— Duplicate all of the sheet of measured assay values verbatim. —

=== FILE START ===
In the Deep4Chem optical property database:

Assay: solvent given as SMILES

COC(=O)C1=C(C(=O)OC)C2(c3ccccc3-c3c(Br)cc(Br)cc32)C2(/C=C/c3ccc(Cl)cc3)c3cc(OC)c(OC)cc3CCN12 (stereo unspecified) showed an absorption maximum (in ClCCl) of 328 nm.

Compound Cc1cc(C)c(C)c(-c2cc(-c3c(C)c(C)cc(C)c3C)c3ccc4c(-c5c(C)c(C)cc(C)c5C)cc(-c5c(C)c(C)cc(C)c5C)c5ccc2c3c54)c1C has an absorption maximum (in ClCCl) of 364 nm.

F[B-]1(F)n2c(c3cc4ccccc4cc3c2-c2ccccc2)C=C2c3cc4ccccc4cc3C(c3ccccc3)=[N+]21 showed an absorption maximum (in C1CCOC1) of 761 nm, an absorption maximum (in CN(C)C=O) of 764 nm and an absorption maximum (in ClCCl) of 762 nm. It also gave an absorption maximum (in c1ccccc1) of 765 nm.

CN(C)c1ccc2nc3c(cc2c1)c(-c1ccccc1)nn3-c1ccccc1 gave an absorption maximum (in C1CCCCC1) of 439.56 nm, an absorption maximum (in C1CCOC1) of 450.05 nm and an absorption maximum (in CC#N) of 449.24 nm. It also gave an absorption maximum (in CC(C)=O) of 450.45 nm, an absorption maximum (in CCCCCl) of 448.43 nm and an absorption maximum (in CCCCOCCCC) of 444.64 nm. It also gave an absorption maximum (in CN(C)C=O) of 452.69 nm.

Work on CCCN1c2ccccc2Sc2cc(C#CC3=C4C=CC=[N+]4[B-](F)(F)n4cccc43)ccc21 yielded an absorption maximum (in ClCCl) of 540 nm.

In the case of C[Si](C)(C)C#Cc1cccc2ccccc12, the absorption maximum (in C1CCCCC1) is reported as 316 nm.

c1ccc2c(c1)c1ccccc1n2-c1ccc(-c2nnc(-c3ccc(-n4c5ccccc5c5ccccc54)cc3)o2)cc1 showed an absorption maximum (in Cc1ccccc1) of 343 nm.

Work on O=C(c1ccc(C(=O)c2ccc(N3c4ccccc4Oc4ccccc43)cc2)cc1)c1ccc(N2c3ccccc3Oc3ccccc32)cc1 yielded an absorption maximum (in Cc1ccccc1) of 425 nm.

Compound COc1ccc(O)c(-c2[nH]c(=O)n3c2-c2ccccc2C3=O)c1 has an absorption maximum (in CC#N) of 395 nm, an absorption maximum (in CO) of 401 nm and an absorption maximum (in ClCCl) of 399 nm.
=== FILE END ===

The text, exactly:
In the Deep4Chem optical property database:

Assay: solvent given as SMILES

COC(=O)C1=C(C(=O)OC)C2(c3ccccc3-c3c(Br)cc(Br)cc32)C2(/C=C/c3ccc(Cl)cc3)c3cc(OC)c(OC)cc3CCN12 (stereo unspecified) showed an absorption maximum (in ClCCl) of 328 nm.

Compound Cc1cc(C)c(C)c(-c2cc(-c3c(C)c(C)cc(C)c3C)c3ccc4c(-c5c(C)c(C)cc(C)c5C)cc(-c5c(C)c(C)cc(C)c5C)c5ccc2c3c54)c1C has an absorption maximum (in ClCCl) of 364 nm.

F[B-]1(F)n2c(c3cc4ccccc4cc3c2-c2ccccc2)C=C2c3cc4ccccc4cc3C(c3ccccc3)=[N+]21 showed an absorption maximum (in C1CCOC1) of 761 nm, an absorption maximum (in CN(C)C=O) of 764 nm and an absorption maximum (in ClCCl) of 762 nm. It also gave an absorption maximum (in c1ccccc1) of 765 nm.

CN(C)c1ccc2nc3c(cc2c1)c(-c1ccccc1)nn3-c1ccccc1 gave an absorption maximum (in C1CCCCC1) of 439.56 nm, an absorption maximum (in C1CCOC1) of 450.05 nm and an absorption maximum (in CC#N) of 449.24 nm. It also gave an absorption maximum (in CC(C)=O) of 450.45 nm, an absorption maximum (in CCCCCl) of 448.43 nm and an absorption maximum (in CCCCOCCCC) of 444.64 nm. It also gave an absorption maximum (in CN(C)C=O) of 452.69 nm.

Work on CCCN1c2ccccc2Sc2cc(C#CC3=C4C=CC=[N+]4[B-](F)(F)n4cccc43)ccc21 yielded an absorption maximum (in ClCCl) of 540 nm.

In the case of C[Si](C)(C)C#Cc1cccc2ccccc12, the absorption maximum (in C1CCCCC1) is reported as 316 nm.

c1ccc2c(c1)c1ccccc1n2-c1ccc(-c2nnc(-c3ccc(-n4c5ccccc5c5ccccc54)cc3)o2)cc1 showed an absorption maximum (in Cc1ccccc1) of 343 nm.

Work on O=C(c1ccc(C(=O)c2ccc(N3c4ccccc4Oc4ccccc43)cc2)cc1)c1ccc(N2c3ccccc3Oc3ccccc32)cc1 yielded an absorption maximum (in Cc1ccccc1) of 425 nm.

Compound COc1ccc(O)c(-c2[nH]c(=O)n3c2-c2ccccc2C3=O)c1 has an absorption maximum (in CC#N) of 395 nm, an absorption maximum (in CO) of 401 nm and an absorption maximum (in ClCCl) of 399 nm.